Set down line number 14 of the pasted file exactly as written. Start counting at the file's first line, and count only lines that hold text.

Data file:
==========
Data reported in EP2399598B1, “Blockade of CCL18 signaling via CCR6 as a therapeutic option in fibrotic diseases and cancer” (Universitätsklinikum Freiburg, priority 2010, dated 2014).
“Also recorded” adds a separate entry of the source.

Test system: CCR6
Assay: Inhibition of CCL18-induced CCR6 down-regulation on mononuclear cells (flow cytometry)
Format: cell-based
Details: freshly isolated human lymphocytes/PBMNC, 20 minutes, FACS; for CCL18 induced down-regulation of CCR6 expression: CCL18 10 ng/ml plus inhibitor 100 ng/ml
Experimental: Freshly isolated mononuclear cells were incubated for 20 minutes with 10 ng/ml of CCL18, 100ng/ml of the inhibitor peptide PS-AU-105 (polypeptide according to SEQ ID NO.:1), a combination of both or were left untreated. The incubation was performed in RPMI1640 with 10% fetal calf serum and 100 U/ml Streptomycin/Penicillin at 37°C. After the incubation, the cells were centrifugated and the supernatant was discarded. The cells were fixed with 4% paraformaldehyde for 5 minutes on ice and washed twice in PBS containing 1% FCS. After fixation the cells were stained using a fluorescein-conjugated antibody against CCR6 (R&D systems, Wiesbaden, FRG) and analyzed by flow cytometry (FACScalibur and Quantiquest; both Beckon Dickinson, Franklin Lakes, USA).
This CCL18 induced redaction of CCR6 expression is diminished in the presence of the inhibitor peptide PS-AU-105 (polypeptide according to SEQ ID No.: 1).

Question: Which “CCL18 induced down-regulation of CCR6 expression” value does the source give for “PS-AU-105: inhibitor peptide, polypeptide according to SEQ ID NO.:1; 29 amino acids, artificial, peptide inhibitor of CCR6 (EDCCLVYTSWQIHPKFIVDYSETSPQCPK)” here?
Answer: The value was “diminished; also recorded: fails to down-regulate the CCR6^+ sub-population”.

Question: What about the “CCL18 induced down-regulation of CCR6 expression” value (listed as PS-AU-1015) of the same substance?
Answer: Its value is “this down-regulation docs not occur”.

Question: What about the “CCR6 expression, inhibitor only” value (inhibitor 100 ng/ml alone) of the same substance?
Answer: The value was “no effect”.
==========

Answer: The value was “no effect”.